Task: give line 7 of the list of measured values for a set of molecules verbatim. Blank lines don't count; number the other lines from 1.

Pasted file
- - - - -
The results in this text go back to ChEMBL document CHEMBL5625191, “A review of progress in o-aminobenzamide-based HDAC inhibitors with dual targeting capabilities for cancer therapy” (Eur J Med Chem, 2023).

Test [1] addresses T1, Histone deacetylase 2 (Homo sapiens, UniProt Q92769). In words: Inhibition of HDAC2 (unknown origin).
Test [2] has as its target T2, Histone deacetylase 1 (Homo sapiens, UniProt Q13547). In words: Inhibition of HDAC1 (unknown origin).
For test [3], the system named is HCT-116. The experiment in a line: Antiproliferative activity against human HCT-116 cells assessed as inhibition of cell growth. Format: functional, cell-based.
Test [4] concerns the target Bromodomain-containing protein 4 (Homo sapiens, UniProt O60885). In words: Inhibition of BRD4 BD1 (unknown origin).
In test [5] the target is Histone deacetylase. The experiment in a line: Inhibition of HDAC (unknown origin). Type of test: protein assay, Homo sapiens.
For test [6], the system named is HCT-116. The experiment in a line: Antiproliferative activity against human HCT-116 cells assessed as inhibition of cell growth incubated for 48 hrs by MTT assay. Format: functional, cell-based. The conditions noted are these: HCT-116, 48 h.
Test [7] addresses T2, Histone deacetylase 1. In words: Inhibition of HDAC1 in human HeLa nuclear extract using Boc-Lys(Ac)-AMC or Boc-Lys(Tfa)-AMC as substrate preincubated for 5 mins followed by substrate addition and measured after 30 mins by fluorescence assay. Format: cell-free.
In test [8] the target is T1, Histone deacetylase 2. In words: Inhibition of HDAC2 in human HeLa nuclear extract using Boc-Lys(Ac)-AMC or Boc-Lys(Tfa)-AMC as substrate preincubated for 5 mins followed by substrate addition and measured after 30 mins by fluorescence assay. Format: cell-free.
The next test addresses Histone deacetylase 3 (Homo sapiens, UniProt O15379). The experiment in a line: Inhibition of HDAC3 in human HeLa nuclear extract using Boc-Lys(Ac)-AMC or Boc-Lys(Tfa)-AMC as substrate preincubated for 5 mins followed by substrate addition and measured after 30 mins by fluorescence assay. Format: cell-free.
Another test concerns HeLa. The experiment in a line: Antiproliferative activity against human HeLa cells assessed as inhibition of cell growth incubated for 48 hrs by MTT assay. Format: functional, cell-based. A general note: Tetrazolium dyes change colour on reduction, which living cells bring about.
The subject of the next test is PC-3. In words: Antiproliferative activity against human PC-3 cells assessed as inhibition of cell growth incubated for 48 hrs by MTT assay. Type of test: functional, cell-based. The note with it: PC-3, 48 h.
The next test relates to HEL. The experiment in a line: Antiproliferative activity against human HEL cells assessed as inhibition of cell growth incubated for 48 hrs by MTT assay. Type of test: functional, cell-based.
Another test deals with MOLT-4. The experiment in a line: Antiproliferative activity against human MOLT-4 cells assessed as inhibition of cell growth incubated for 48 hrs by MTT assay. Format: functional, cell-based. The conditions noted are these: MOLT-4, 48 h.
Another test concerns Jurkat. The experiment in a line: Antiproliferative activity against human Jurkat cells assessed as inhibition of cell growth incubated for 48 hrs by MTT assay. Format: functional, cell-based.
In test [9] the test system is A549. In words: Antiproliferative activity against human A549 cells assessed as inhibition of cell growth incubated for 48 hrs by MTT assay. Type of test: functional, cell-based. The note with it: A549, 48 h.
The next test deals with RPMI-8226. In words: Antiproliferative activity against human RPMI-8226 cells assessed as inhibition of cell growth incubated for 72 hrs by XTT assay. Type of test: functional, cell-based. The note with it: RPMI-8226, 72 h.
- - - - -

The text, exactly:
For test [6], the system named is HCT-116. The experiment in a line: Antiproliferative activity against human HCT-116 cells assessed as inhibition of cell growth incubated for 48 hrs by MTT assay. Format: functional, cell-based. The conditions noted are these: HCT-116, 48 h.